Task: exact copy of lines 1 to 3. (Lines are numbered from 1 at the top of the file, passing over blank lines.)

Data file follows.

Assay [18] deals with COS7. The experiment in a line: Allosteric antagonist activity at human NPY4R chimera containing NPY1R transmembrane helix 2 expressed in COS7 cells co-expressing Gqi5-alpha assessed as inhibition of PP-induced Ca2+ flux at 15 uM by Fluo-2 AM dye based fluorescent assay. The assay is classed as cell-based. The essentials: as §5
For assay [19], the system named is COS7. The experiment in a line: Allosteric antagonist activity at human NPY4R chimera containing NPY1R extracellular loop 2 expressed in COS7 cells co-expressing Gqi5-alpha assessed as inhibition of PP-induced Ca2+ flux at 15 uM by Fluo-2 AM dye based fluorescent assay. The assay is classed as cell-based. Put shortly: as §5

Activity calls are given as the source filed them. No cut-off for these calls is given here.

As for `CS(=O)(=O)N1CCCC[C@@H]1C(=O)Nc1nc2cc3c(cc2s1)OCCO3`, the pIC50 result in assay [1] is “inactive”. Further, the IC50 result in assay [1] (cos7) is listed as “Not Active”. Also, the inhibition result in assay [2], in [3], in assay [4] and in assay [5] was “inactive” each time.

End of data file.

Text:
Assay [18] deals with COS7. The experiment in a line: Allosteric antagonist activity at human NPY4R chimera containing NPY1R transmembrane helix 2 expressed in COS7 cells co-expressing Gqi5-alpha assessed as inhibition of PP-induced Ca2+ flux at 15 uM by Fluo-2 AM dye based fluorescent assay. The assay is classed as cell-based. The essentials: as §5
For assay [19], the system named is COS7. The experiment in a line: Allosteric antagonist activity at human NPY4R chimera containing NPY1R extracellular loop 2 expressed in COS7 cells co-expressing Gqi5-alpha assessed as inhibition of PP-induced Ca2+ flux at 15 uM by Fluo-2 AM dye based fluorescent assay. The assay is classed as cell-based. Put shortly: as §5

Activity calls are given as the source filed them. No cut-off for these calls is given here.